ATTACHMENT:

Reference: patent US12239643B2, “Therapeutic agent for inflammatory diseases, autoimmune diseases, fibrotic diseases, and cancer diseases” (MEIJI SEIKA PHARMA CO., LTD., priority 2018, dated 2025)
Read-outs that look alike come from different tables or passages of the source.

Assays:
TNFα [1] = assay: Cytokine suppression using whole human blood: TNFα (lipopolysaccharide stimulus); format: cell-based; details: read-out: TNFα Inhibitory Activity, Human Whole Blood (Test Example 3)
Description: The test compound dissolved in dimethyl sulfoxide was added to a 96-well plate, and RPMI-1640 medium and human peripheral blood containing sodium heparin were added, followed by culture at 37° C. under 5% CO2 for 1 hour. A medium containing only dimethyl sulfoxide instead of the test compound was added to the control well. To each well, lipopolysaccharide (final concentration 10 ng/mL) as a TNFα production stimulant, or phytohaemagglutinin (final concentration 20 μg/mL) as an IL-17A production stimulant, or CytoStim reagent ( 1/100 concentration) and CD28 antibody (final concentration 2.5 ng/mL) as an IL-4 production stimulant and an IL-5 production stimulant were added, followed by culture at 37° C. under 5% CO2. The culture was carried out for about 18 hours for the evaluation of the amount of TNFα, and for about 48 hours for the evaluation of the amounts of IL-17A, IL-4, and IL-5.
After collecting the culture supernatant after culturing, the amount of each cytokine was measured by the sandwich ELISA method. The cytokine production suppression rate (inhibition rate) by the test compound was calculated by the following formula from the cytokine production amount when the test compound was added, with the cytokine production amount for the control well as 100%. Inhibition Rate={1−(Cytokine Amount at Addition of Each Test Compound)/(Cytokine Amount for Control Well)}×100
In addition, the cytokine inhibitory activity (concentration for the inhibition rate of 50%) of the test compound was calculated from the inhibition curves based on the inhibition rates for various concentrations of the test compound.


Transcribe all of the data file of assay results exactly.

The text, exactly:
Reference: patent US12239643B2, “Therapeutic agent for inflammatory diseases, autoimmune diseases, fibrotic diseases, and cancer diseases” (MEIJI SEIKA PHARMA CO., LTD., priority 2018, dated 2025)
Read-outs that look alike come from different tables or passages of the source.

Assays:
TNFα [1] = assay: Cytokine suppression using whole human blood: TNFα (lipopolysaccharide stimulus); format: cell-based; details: read-out: TNFα Inhibitory Activity, Human Whole Blood (Test Example 3)
Description: The test compound dissolved in dimethyl sulfoxide was added to a 96-well plate, and RPMI-1640 medium and human peripheral blood containing sodium heparin were added, followed by culture at 37° C. under 5% CO2 for 1 hour. A medium containing only dimethyl sulfoxide instead of the test compound was added to the control well. To each well, lipopolysaccharide (final concentration 10 ng/mL) as a TNFα production stimulant, or phytohaemagglutinin (final concentration 20 μg/mL) as an IL-17A production stimulant, or CytoStim reagent ( 1/100 concentration) and CD28 antibody (final concentration 2.5 ng/mL) as an IL-4 production stimulant and an IL-5 production stimulant were added, followed by culture at 37° C. under 5% CO2. The culture was carried out for about 18 hours for the evaluation of the amount of TNFα, and for about 48 hours for the evaluation of the amounts of IL-17A, IL-4, and IL-5.
After collecting the culture supernatant after culturing, the amount of each cytokine was measured by the sandwich ELISA method. The cytokine production suppression rate (inhibition rate) by the test compound was calculated by the following formula from the cytokine production amount when the test compound was added, with the cytokine production amount for the control well as 100%. Inhibition Rate={1−(Cytokine Amount at Addition of Each Test Compound)/(Cytokine Amount for Control Well)}×100
In addition, the cytokine inhibitory activity (concentration for the inhibition rate of 50%) of the test compound was calculated from the inhibition curves based on the inhibition rates for various concentrations of the test compound.